Hans Wehr: A Dictionary Of Modern Written Arabic (Arabic-English)
Hans Wehr: A Dictionary Of Modern Written Arabic (Arabic-English)
Hans Wehr: A Dictionary Of Modern Written Arabic (Arabic-English)

Hans Wehr: A Dictionary Of Modern Written Arabic (Arabic-English)

R 349


This dictionary presents the vocabulary and phraseology of modern written Arabic. It is based on the form of the language which, throughout the Arab world from Iraq to Morocco, is found in the prose of books, newspapers, periodicals, and letters. This form is also employed in formal public address, over radio and television, and in religious ceremonial. The dictionary will be most useful to those working with writings that have appeared since the turn of the century

The morphology and syntax of written Arabic are essentially the same in all Arab countries. Vocabulary differences are limited mainly to the domain of specialized vocabulary. Thus the pest, to ensure the written language continues, as it has done throughout centuries of linguistic unity of the Arab world. It provides a medium of communication over the vast dialects it transcends. Indeed, geographical area whose numerous and widely diverse local it gives the Arabic people of many countries a sense of identity and an awareness of their common cultural heritage.


ISBN: 97890561010183
AUTHOR: Hans Wehr / Edited by : 
EDITOR: J. Milton Cowan
BINDING: Hardback
PAGES: 1110
DIMENSIONS: 25 x 17 x 5.3 CM
PUBLISHER: Indian Print


Hans Bodo Wehr ( 5 July 1909 – 24 May 1981) was a German Arabist. He is best known for his Arabic dictionary and the system of transliteration used in it.
Wehr was born in Leipzig in 1909. He attended a gymnasium in Halle, and then studied at universities in Halle, Berlin, and Leipzig. He received his doctorate in 1935 and his habilitation in 1939.

He joined the Nazi Party in 1940, and wrote an essay arguing that Germany should ally with the Arabs against England and France. He had begun work on an Arabic–German dictionary, and the project received funding from the German government, which intended to use make use of the dictionary in translating Mein Kampf into Arabic. For a time, Weir was assisted in his project by Hedwig Klein.

His dictionary, entitled Arabisches Wörterbuch für die Schriftsprache der Gegenwart, was eventually published in 1952. An English version, edited by J Milton Cowan and entitled A Dictionary of Modern Written Arabic, was published in 1961. The dictionary used a new system of transliteration, which is today known as Hans Wehr transliteration.

Wehr was a professor at the University of Münster from 1957 until his retirement in 1974. He died in Münster in 1981.

J Milton Cowan (February 22, 1907 – December 20, 1993) was an American linguist.

Born in Salt Lake City, Utah, Cowan was the son of a butcher, who, hesitating between the first names James and John when the boy was born, decided to give him neither but to let the boy make the choice himself when he grew up. However, Cowan never chose one, referring to himself as "J, no period, Milton Cowan".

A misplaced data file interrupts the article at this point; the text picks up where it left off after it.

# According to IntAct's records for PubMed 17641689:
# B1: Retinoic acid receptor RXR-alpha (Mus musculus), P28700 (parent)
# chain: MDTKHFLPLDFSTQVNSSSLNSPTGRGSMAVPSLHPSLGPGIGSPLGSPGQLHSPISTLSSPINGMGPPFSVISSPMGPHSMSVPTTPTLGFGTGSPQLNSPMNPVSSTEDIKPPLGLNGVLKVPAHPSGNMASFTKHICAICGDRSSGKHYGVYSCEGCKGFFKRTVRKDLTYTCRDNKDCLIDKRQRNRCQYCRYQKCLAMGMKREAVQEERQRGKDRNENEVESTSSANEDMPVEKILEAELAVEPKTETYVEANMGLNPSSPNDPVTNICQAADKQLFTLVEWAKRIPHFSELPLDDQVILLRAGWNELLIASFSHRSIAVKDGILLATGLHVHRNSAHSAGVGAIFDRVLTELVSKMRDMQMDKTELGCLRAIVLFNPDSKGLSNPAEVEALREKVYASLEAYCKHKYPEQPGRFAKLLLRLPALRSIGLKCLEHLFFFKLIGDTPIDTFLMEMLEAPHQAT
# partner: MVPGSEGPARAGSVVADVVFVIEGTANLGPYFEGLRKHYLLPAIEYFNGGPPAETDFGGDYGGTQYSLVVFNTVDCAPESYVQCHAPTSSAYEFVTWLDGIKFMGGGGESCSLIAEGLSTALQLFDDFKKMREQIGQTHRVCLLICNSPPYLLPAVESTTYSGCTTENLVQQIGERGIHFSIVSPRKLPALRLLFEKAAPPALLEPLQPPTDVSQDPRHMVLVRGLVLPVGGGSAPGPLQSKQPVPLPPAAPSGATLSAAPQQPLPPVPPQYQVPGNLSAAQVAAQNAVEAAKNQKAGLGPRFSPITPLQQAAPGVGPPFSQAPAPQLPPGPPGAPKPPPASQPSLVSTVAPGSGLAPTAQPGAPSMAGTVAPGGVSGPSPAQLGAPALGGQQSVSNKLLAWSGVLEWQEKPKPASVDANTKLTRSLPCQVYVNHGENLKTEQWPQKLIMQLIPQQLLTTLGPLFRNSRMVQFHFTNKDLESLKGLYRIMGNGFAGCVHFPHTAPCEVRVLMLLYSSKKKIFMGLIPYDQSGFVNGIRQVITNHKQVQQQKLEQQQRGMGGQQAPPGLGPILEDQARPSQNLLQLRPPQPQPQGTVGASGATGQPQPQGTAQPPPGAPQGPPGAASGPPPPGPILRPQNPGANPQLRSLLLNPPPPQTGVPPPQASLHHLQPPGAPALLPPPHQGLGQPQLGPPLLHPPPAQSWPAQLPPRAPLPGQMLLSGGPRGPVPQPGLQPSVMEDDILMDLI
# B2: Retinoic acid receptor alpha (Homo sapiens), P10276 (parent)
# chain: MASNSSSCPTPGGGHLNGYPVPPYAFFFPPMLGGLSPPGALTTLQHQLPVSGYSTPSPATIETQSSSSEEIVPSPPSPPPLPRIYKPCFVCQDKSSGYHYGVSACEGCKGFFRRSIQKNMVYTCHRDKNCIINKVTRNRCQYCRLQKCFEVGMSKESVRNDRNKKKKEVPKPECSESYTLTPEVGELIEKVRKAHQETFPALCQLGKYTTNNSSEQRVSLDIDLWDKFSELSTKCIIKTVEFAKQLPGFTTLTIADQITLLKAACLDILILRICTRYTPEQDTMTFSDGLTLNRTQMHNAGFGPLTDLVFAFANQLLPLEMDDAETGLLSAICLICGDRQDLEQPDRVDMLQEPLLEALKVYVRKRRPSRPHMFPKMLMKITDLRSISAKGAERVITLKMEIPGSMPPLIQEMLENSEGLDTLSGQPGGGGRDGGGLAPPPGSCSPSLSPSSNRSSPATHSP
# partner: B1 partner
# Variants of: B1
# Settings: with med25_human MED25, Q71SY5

Cowan paused his college education at the University of Utah to serve as a missionary of the Church of Jesus Christ of Latter-day Saints in Germany (Gleiwitz, Breslau, Magdeburg, Erfurt), acquiring considerable proficiency in the language. Returning to Salt Lake City, he completed a bachelor's degree in German at the University of Utah in 1931 and went on to earn a master's degree in German there in 1932 with a thesis on a Baroque drama by Andreas Gryphius. He then enrolled in Dramatic Art at the University of Iowa, earning a Ph.D. in 1935 with a thesis on the phonetics of stage speech. It was at the University of Iowa that he met his future wife, Theodora Mary Ronayne. In 1936, he was an assistant research associate in Dramatic Art at the University of Iowa, and he also held an assistant professorship in German there from 1938 to 1940 (or 1942; the documentation is spotty). He developed close ties with Bernard Bloch, W. Freeman Twaddell, and Martin Joos. In 1942, Cowan moved to Washington, D.C., to work as director of the Intensive Language Program of the American Council of Learned Societies, which under wartime circumstances was closely linked with the Army Specialized Training Program for 29 strategic languages conducted at numerous land-grant universities. These included Cornell University, where Russian and Italian were taught under Army auspices, and in 1946 Cowan was appointed director of Cornell's newly established Division of Modern Languages (DML) to adapt the military's intensive language instruction methods to the regular university curriculum. He also held an appointment as a professor in Cornell's German Department.

Cowan held a number of service positions throughout his life, becoming the president of the Linguistic Society of America in 1966. In 1972, he and his wife co-founded the publishing house Spoken Language Services. His principal publication is the English-language version (1961) of the Dictionary of Modern Written Arabic (1952) compiled by Hans Wehr and originally published in German.

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